Hives also called urticaria is a common skin disorder characterized by well defined, raised patches with a red margin that forms on the skin surface. It usually occurs due to allergy to certain foods or medicines. Hives can affect any part of the body but most commonly occur on the arms and legs and are often itchy.
Hives may be of two forms:
- Acute hives – condition lasts for less than 6 weeks.
- Chronic hives – condition lasts for more than 6 weeks.
Hives appear suddenly as a skin rash with smooth, raised reddish bumps called wheals, similar to an insect bite. The rash is very itchy. The redness of the rash seems to disappear when you apply pressure on it. This is referred to as blanching.
In most cases, the exact cause for acute urticaria remains unknown. Some possible causes for the acute form of urticaria are listed below.
- Infections – Fungal or viral infections of organ systems
- Insect bites
- Allergy to certain foods such as shellfish, fish, eggs, cheese, chocolate, nuts, berries, and tomatoes
- Medicines such as penicillins, antihistamines, and non-steroidal anti-inflammatory drugs (NSAIDs),sleeping pills, blood pressure medications
- Environmental factors – pollens, chemicals, plants, animal danders, dust, and molds
- Allergy to latex products
- Exposure to extremes of cold or heat
- Emotional stress
Chronic Urticaria may be caused by all the factors which cause the acute form. In addition, other causes can include autoimmune disorders, emotional stress, heat, exercise, and chronic illnesses such as thyroid diseases, cancer and lupus.
Recurrent urticaria can occur because of chronic sun exposure, exercise and stress.
Your doctor will take a complete medical history and perform a physical examination of the rash. A previous history of allergy will suggest hives. Your doctor may order basic laboratory tests such as complete blood count and erythrocyte sedimentation rate (ESR) to confirm the condition. A punch biopsy will be done if the lesion persists for more than 24 hours accompanied by intense pain and itching.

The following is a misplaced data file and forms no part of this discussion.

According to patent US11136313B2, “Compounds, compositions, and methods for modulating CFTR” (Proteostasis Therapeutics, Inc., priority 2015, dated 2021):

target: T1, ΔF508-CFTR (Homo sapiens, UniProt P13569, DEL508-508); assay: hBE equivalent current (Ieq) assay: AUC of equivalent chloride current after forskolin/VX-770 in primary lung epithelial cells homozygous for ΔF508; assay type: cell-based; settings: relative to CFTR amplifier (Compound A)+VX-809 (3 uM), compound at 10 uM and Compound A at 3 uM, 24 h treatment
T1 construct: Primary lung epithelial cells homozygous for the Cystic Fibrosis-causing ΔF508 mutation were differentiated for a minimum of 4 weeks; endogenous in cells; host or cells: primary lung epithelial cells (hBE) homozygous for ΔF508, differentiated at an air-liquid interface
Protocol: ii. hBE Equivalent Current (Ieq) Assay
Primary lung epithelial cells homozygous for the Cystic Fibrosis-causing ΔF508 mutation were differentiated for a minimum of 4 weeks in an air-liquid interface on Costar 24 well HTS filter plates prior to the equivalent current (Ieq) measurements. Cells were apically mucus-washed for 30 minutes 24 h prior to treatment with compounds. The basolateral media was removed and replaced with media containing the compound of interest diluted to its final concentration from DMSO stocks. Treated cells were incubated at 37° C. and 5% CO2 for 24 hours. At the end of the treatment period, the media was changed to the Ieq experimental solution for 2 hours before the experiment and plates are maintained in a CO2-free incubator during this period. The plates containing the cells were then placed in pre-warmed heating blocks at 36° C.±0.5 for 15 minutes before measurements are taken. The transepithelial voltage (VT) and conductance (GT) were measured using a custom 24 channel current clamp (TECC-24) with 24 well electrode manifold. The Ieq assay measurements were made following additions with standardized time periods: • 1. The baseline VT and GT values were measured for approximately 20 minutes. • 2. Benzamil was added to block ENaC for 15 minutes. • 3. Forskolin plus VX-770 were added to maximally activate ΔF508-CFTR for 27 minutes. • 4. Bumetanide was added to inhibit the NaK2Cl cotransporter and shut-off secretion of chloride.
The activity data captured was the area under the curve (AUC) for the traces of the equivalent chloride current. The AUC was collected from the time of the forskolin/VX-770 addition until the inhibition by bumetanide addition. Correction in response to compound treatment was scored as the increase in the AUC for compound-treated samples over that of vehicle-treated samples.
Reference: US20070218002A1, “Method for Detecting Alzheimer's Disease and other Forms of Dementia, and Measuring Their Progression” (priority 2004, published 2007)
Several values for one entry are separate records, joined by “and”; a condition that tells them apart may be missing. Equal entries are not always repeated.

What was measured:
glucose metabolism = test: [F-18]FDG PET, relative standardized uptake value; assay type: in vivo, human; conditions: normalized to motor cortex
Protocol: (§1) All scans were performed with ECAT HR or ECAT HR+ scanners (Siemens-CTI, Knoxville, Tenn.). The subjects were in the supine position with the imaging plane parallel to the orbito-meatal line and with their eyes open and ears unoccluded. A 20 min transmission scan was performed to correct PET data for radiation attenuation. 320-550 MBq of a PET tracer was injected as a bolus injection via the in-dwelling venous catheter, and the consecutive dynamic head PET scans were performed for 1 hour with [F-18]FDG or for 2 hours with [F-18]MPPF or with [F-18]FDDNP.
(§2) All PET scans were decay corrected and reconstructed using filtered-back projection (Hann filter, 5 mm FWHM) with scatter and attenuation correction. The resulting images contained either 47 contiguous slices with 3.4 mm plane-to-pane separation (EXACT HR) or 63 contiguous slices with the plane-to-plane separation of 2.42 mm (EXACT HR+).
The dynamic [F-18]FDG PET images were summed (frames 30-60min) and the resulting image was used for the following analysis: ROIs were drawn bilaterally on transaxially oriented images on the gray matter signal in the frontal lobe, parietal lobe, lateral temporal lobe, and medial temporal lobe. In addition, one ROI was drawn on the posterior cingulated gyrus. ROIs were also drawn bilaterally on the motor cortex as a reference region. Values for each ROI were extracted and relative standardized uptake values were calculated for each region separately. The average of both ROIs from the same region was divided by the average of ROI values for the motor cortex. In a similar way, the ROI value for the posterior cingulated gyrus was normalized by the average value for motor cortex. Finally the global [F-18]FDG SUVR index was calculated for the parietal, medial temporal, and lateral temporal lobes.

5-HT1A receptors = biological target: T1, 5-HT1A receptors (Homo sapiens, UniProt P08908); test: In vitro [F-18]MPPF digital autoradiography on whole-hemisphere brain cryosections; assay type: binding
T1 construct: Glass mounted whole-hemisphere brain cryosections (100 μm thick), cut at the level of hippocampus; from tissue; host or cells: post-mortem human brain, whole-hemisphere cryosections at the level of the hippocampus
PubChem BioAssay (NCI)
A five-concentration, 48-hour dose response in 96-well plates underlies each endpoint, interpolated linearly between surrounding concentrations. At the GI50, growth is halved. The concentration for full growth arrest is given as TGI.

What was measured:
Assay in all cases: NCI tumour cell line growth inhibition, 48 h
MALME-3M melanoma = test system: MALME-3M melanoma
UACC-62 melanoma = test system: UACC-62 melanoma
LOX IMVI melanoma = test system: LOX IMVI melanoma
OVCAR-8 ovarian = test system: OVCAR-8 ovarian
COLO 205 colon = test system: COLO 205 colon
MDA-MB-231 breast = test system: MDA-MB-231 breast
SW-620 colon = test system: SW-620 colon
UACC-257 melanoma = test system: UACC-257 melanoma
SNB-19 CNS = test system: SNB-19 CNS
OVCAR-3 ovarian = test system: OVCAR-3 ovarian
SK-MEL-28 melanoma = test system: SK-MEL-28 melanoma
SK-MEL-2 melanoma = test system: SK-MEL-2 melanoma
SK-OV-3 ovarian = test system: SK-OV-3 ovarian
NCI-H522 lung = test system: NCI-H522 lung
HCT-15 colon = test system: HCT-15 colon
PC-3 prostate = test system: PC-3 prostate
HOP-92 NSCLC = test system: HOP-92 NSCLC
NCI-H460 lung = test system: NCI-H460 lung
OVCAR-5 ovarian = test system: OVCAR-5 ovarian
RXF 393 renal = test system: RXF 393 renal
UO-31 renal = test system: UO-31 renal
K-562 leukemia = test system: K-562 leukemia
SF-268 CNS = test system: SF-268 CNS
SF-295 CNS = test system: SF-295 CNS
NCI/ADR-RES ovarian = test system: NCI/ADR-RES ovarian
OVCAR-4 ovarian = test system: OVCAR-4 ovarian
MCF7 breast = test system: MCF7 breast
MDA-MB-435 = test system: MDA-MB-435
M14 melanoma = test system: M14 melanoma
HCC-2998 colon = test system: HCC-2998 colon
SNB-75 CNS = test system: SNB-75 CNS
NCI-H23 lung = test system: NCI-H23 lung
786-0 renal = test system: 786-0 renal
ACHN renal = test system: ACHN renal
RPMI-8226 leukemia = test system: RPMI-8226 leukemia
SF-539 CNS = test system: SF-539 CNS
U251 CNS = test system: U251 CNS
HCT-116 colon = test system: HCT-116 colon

Medications that your doctor may prescribe include:
- H1-receptor antagonists (antihistamines): Acute forms of urticaria will be treated with H1 antihistamine drugs. Some of the common H1 antihistamines are Hydroxyzine hydrochloride (Atarax®, Vistaril®), Diphenhydramine (Benadryl®, Benylin®, Diphen®).
- H2 antihistamines such as Famotidine (Pepcid®), Ranitidine (Zantac®) Cimetidine (Tagamet®) will be added in persistent cases.
- Chronic forms of urticaria are treated with glucocorticosteroids. A tricyclic antidepressant, doxepin, also helps in persistent cases.
- Skin creams – Doxepin cream 5% (Zonalon®) or capsaicin may also be recommended.
Some of these preventive methods can help prevent the occurrence of hives.
- Avoid taking over-the-counter medication such as cold and sinus tablets and decongestants, medication for headaches, cough medicines, lozenges, mouth washes, laxatives, douches, hemorrhoid medications and suppositories, vaginal suppositories and medications, vitamins and tonic water
- Avoid exposure to allergic substances (medication, food, environmental factors).
- Avoid wearing tight clothes.
- Avoid hot baths or showers.
- Avoid vigorously rubbing your skin with a towel after a bath instead just pat your skin dry.
- Apply moisturizer to your skin frequently to prevent dryness of skin as it often worsens hives.
- Manage physical and emotional stress by relaxation methods and meditation.